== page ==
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Cytogenetically normal acute myeloid leukemia (CN-AML) is one form of a cancer of the blood-forming tissue (bone marrow) called acute myeloid leukemia. In normal bone marrow, early blood cells called hematopoietic stem cells develop into several types of blood cells: white blood cells (leukocytes) that protect the body from infection, red blood cells (erythrocytes) that carry oxygen, and platelets (thrombocytes) that are involved in blood clotting. In acute myeloid leukemia, the bone marrow makes large numbers of abnormal, immature white blood cells called myeloid blasts. Instead of developing into normal white blood cells, the myeloid blasts develop into cancerous leukemia cells. The large number of abnormal cells in the bone marrow interferes with the production of functional white blood cells, red blood cells, and platelets.
People with CN-AML have a shortage of all types of mature blood cells: a shortage of white blood cells (leukopenia) leads to increased susceptibility to infections, a low number of red blood cells (anemia) causes fatigue and weakness, and a reduction in the amount of platelets (thrombocytopenia) can result in easy bruising and abnormal bleeding. Other symptoms of CN-AML may include fever and weight loss.
The age at which CN-AML begins ranges from childhood to late adulthood. CN-AML is said to be an intermediate-risk cancer because the prognosis varies: some affected individuals respond well to normal treatment while others may require stronger treatments. The age at which the condition begins and the prognosis are affected by the specific genetic factors involved in the condition.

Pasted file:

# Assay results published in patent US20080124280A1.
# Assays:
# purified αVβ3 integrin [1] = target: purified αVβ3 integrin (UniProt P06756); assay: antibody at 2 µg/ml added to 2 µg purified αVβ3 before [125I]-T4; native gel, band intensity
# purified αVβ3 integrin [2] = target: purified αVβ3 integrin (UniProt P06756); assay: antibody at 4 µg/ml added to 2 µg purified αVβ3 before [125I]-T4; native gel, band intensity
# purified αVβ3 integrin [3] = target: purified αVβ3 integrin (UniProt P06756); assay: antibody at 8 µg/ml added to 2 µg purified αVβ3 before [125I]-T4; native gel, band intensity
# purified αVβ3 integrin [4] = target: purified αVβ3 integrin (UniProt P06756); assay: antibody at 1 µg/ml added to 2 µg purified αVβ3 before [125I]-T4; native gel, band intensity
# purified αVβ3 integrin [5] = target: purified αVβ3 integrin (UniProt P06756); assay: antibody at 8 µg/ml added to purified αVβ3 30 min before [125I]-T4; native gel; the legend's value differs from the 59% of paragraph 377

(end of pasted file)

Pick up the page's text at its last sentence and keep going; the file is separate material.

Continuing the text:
Acute myeloid leukemia occurs in approximately 3.5 per 100,000 individuals each year. Forty to 50 percent of people with acute myeloid leukemia have CN-AML.
CN-AML is classified as "cytogenetically normal" based on the type of genetic changes involved in its development. Cytogenetically normal refers to the fact that this form of acute myeloid leukemia is not associated with large chromosomal abnormalities. About half of people with acute myeloid leukemia have this form of the condition; the other half have genetic changes that alter large regions of certain chromosomes. These changes can be identified by a test known as cytogenetic analysis. CN-AML is associated with smaller genetic changes that cannot be seen by cytogenetic analysis.
Mutations in a large number of genes have been found in people with CN-AML; the most commonly affected genes are NPM1, FLT3, DNMT3A, CEBPA, IDH1, and IDH2. The proteins produced from these genes have different functions in the cell. Most are involved in regulating processes such as the growth and division (proliferation), maturation (differentiation), or survival of cells. For example, the protein produced from the FLT3 gene stimulates the proliferation and survival of cells. The proteins produced from the CEBPA and DNMT3A genes regulate gene activity and help to control when cells divide and how they mature. The NPM1 gene provides instructions for a protein that is likely involved in the regulation of cell growth and division. Mutations in any of these genes can disrupt one or more of these processes in hematopoietic stem cells and lead to overproduction of abnormal, immature white blood cells, which is characteristic of CN-AML. Although the proteins produced from two other genes involved in CN-AML, IDH1 and IDH2, are not normally involved in proliferation, differentiation, or survival of cells, mutations in these genes lead to the production of proteins with a new function. These changes result in impaired differentiation of hematopoietic stem cells, which leads to CN-AML.